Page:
Adding solar to energy mix can fix SA’s power cuts

- By Viren Sookhun ■ Sookhun is managing director at Oxyon

SA’s power crisis, coupled with the case for the transition to renewable energy, is clear. The climate makes it ideal for solar, with among the highest average hours of sunshine per year in the world. Adding solar capacity to our energy mix is a matter of priority.

However, there is finite open land available and solar farms make this unusable for any other purpose. We need to come up with innovative solutions to maximise solar generation, and this requires specialise­d skills, which is where a Temporary Employment Services (TES) provider is perfectly positioned to assist.

The space problem

Numerous solar farms and a lot of capacity have been installed, predominan­tly in the Northern Cape. Last month, Eskom signed a land lease agreement with four independen­t power producers (IPPs). These projects are expected to be up and running within the next 36 months.

However, solar is getting a lower allocation than wind, partly because of the sheer amount of real estate needed for a largegener­ation solar farm. This land will be tied up for the life of the farm, which is up to 25 years.

Thinking higher

The reality is we do not have sufficient open land to power our electricit­y needs through solar farms. If we take solar generation to , for example, commercial and residentia­l rooftops, there is a massive amount of real estate we can leverage.

In addition, if we cover the large open parking lots at malls, office parks and city centres with awnings, this can also be used for installing solar panels. From a residentia­l perspectiv­e, if we make solar more affordable through new financing models, tax incentives and rebates, more homes will be able to produce their own power and feed excess back into the grid.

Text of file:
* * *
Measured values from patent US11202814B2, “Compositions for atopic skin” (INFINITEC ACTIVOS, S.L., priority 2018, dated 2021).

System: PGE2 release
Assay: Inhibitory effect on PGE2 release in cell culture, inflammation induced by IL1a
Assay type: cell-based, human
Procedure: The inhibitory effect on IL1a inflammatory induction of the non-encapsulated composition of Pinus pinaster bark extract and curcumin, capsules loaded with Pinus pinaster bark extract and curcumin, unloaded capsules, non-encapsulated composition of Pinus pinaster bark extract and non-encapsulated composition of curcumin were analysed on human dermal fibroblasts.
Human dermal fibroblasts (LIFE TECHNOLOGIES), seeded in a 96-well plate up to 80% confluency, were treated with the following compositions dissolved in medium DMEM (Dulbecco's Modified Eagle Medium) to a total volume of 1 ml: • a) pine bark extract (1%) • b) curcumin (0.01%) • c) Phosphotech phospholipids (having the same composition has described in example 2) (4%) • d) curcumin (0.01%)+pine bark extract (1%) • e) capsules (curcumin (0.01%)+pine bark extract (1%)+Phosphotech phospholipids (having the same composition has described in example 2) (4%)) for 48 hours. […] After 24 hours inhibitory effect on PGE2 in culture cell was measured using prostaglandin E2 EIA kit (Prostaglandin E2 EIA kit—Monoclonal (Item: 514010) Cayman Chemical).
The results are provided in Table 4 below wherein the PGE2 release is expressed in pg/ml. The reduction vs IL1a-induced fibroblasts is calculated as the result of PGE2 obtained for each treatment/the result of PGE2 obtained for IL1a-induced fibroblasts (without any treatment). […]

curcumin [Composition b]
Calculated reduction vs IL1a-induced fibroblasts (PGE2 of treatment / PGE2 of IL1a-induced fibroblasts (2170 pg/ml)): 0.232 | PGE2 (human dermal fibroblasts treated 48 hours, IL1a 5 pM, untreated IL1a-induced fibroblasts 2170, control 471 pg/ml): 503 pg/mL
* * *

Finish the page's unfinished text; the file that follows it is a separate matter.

Innovation is vital

Aside from the traditiona­l purchase arrangemen­t for residentia­l solar, IPPs or renewables companies could do the installati­on, lease the space from the homeowner in return for a capped amount of electricit­y and wheel the balance back to Eskom.

We could even install wind generation on top of the solar farms on rooftops, without increasing the need for more land. A software applicatio­n can be developed where property owners list their rooftops or land for lease.

Right mix of flexibilit­y, skills

Instead of leasing land and taking up space, we can make use of real estate already being used for other purposes. This also opens up solar generation to the small, medium and micro enterprise (SMME) market to assist IPPs with installati­ons and maintenanc­e. In turn, this creates employment opportunit­ies, but as they are project based, permanent employment is not the answer.

A TES provider can deliver the flexible workforce to meet fluctuatin­g demand and scale up for new projects, while ensuring that all staff have the relevant skills and experience for the job.

A view to the future

Using up all of our free land for solar farms is not a viable longterm answer. Changing the way we approach power now will help to mitigate our energy crisis, move us forward in terms of reducing carbon emissions, and create employment, all of which are essential for a sustainabl­e future.

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